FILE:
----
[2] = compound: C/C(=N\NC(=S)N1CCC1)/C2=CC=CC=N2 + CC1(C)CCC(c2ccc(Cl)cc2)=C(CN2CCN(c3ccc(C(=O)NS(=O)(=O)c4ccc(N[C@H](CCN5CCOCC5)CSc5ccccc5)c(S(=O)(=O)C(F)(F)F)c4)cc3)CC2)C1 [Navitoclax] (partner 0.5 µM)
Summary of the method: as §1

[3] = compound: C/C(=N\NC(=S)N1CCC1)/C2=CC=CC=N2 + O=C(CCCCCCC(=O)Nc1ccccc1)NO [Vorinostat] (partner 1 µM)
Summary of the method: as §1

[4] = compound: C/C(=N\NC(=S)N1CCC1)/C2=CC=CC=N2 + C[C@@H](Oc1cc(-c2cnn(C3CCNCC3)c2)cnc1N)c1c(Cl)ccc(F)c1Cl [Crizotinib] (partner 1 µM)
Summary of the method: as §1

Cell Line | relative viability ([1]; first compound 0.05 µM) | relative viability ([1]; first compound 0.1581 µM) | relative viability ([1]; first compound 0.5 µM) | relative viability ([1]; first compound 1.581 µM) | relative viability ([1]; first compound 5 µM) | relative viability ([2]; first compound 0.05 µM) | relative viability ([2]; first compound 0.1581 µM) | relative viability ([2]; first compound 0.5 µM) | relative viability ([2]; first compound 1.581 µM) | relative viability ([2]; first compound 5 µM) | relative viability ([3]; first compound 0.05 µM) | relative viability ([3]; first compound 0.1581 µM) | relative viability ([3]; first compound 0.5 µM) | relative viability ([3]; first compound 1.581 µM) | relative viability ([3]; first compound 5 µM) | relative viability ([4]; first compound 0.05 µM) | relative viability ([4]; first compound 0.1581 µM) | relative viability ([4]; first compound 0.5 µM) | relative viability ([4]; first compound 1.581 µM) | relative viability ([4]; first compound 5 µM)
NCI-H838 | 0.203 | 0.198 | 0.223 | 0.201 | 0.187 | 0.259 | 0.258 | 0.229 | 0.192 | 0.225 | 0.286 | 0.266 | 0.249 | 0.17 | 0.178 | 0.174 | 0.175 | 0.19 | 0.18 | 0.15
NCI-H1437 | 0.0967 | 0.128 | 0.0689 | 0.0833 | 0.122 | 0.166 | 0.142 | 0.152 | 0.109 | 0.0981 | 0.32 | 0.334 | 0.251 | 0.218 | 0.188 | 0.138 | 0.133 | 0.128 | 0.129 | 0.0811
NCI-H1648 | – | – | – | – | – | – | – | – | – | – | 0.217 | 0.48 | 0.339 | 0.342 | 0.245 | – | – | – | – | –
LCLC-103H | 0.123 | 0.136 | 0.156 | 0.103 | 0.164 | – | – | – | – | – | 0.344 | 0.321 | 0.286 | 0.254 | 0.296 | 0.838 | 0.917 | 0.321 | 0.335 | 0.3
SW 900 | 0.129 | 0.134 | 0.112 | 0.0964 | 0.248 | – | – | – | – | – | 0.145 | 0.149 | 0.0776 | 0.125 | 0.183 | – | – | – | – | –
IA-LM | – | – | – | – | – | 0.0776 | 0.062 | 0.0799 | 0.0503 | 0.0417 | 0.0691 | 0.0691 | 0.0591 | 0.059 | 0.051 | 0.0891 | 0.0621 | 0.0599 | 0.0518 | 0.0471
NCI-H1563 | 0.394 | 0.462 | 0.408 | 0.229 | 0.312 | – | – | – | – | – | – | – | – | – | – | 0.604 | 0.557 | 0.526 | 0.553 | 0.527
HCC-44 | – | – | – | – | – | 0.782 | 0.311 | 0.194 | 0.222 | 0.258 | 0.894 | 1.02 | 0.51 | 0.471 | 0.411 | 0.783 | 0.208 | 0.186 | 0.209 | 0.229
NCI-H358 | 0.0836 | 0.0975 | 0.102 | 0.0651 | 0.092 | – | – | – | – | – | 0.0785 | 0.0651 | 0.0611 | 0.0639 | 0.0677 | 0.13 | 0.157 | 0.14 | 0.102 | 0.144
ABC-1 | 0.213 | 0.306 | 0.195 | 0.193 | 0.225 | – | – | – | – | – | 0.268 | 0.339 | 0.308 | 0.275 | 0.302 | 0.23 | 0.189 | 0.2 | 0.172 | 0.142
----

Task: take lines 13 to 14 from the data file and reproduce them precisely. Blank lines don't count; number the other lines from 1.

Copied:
IA-LM | – | – | – | – | – | 0.0776 | 0.062 | 0.0799 | 0.0503 | 0.0417 | 0.0691 | 0.0691 | 0.0591 | 0.059 | 0.051 | 0.0891 | 0.0621 | 0.0599 | 0.0518 | 0.0471
NCI-H1563 | 0.394 | 0.462 | 0.408 | 0.229 | 0.312 | – | – | – | – | – | – | – | – | – | – | 0.604 | 0.557 | 0.526 | 0.553 | 0.527